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Jakarta Post

Indonesia develops Cavendish banana plantations in Blitar to boost exports

  • Eisya A. Eloksari

    The Jakarta Post

Jakarta   /   Wed, January 22, 2020   /   12:48 pm
Indonesia develops Cavendish banana plantations in Blitar to boost exports The secretary to coordinating economic minister, Susiwijono (center), in the first planting ceremony of a 4-hectare Cavendish banana demonstration plot in Blitar, East Java, on Jan. 21. (Handout/Coordinating Economic Ministry)

The Office of the Coordinating Economic Minister has initiated the establishment of Cavendish banana plantations for exports in Blitar, East Java, to help curb the nation’s trade deficit and spur local economic growth.

According to ministry secretary Susiwijono, the government is working on a 4-hectare demonstration plot with farmers and agro-industrial firm Great Giant Pineapple (GGP) as a standby buyer for the products. The ministry’s farmers empowerment program will cover matters related to production and marketing, he added.

Cavendish bananas were chosen because of their high economic value and wide market potential, Susiwijono said.

Indonesia currently exports Cavendish bananas to China, Japan, Korea and the Middle East. However, demand from these countries has not been fulfilled because of limited production land.

“This quick wins program is aimed at narrowing the national trade deficit,” Susiwijono said as quoted from a press statement released on Tuesday.

“It will greatly contribute to solving the main problems of our economy related to the trade balance deficit.”

He pointed out that the agriculture sector is also the third-largest contributor to the nation’s GDP, after the industrial and trade sectors.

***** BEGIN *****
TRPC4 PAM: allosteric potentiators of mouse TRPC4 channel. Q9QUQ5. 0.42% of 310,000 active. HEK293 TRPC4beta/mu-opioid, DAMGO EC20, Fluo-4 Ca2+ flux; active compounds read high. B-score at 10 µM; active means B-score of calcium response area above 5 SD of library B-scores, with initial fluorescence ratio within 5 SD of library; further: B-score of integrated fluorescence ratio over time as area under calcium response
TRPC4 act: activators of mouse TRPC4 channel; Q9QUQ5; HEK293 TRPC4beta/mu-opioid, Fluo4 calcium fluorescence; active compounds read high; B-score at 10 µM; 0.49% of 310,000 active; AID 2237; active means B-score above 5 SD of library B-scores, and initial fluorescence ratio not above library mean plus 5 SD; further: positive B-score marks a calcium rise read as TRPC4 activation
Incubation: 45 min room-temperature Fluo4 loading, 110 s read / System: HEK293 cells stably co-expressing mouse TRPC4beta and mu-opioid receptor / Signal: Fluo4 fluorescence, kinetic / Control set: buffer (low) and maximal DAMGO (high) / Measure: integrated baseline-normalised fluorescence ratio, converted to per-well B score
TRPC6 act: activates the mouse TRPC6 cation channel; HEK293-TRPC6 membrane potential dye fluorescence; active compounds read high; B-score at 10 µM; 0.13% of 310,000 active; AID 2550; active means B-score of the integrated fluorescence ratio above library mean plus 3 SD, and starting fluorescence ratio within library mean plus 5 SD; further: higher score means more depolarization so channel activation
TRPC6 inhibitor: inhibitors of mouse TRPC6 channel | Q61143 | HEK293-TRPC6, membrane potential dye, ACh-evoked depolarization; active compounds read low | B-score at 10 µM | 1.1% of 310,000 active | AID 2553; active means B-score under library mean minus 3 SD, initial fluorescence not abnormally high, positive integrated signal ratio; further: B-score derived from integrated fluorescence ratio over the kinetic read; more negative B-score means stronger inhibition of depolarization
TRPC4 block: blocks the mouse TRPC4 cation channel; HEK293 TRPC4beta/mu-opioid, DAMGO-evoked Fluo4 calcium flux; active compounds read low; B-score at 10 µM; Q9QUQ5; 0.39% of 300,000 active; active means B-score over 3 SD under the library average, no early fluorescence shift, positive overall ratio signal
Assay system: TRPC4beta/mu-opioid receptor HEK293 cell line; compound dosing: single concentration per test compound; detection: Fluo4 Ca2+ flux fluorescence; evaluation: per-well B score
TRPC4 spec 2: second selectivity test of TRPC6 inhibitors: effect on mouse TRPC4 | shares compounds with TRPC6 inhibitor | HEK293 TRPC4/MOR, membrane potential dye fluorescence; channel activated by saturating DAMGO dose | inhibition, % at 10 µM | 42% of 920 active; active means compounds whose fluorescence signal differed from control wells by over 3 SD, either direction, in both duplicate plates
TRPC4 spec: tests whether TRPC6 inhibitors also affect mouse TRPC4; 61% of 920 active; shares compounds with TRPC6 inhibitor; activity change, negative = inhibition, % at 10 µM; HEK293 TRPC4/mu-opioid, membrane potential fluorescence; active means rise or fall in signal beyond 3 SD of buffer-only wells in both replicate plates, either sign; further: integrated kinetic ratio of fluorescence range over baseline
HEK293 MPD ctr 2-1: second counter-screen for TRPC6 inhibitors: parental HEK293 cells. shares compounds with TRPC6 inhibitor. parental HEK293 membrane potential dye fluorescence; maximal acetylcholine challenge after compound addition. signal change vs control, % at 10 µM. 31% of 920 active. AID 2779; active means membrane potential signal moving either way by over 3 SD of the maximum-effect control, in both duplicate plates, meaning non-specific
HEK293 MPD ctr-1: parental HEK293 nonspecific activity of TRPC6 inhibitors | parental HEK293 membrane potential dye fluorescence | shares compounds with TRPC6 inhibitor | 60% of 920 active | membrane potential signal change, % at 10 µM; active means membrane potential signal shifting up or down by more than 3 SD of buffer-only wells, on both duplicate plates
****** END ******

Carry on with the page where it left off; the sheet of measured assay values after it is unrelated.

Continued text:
However, Statistics Indonesia (BPS) data recently revealed that fruit imports totaled US$1.24 billion from January to November last year, up 9.61 percent from $1.13 billion in the same period in 2018. Fruit imports contributed to the nation’s trade deficit widening to $3.11 billion as of November 2019.

“The rise of imported fruits is because Indonesian households buy more Chinese apples and oranges ahead of the holidays compared to last year,” BPS chairman Suhariyanto said in December.

The top three fruit importers into Indonesia were China, Japan and Thailand. Fruit imports from China have more than doubled to $134.42 million in November 2019 from $64.17 million in the same period in 2018.

Indonesia's trade balance fell to a $1.33 billion deficit in November 2019, standing in stark contrast to the $161.3 million surplus recorded in October and marking the largest deficit since April 2019.

Susiwijono said the development of export-oriented horticultural commodities would continue in various regions, such as Bener Meriah regency in Aceh and Bondowoso regency in East Java, among other areas.

He went on to say that the program would also boost exports, investments and economic equality through partnerships between the government, private sector and farmers.

"We start with 4-hectare demonstration plots in several locations,” he said. “Farmers will be assisted from the production process to marketing.”

Susiwijono added that he hoped similar programs could be rolled out at the national level, starting with selling the bananas at local markets while gradually developing logistics for exports.

The ministry established a similar plantation in Jembrana regency, Bali, in December 2019.